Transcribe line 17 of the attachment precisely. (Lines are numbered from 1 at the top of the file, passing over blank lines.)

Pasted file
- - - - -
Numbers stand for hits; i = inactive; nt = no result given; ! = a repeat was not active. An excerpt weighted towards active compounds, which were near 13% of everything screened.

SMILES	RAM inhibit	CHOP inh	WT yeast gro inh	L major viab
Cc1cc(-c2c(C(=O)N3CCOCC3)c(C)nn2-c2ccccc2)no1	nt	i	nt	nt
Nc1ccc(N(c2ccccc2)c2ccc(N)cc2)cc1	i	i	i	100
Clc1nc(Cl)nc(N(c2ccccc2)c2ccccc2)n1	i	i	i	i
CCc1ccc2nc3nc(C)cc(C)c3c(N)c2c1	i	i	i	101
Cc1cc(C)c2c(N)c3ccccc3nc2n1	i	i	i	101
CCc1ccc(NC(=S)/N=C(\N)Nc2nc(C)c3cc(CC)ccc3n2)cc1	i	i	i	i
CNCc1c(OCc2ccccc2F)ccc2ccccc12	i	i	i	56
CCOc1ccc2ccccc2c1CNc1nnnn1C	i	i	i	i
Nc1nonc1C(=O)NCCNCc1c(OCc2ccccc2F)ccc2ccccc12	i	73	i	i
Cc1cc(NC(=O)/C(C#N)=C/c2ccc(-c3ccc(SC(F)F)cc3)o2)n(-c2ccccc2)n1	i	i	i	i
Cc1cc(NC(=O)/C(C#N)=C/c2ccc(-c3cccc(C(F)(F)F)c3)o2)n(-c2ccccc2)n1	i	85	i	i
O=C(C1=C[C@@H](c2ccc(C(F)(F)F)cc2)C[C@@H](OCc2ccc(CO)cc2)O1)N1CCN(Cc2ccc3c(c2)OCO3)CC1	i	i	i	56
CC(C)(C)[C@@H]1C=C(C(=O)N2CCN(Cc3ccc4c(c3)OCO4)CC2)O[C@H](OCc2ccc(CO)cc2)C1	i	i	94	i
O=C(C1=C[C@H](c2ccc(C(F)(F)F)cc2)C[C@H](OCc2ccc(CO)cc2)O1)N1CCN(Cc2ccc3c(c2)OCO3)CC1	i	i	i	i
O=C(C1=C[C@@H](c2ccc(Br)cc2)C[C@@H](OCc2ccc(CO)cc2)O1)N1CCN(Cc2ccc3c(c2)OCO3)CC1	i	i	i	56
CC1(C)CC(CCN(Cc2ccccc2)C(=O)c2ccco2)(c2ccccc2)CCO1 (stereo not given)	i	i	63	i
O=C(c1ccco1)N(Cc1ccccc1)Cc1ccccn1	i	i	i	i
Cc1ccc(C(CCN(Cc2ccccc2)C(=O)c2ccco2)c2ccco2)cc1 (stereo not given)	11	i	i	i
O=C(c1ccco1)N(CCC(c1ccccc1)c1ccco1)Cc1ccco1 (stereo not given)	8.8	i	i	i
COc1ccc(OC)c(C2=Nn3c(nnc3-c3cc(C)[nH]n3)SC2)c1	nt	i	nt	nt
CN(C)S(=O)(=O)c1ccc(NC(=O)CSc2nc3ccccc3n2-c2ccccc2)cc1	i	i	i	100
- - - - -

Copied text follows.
O=C(C1=C[C@@H](c2ccc(Br)cc2)C[C@@H](OCc2ccc(CO)cc2)O1)N1CCN(Cc2ccc3c(c2)OCO3)CC1	i	i	i	56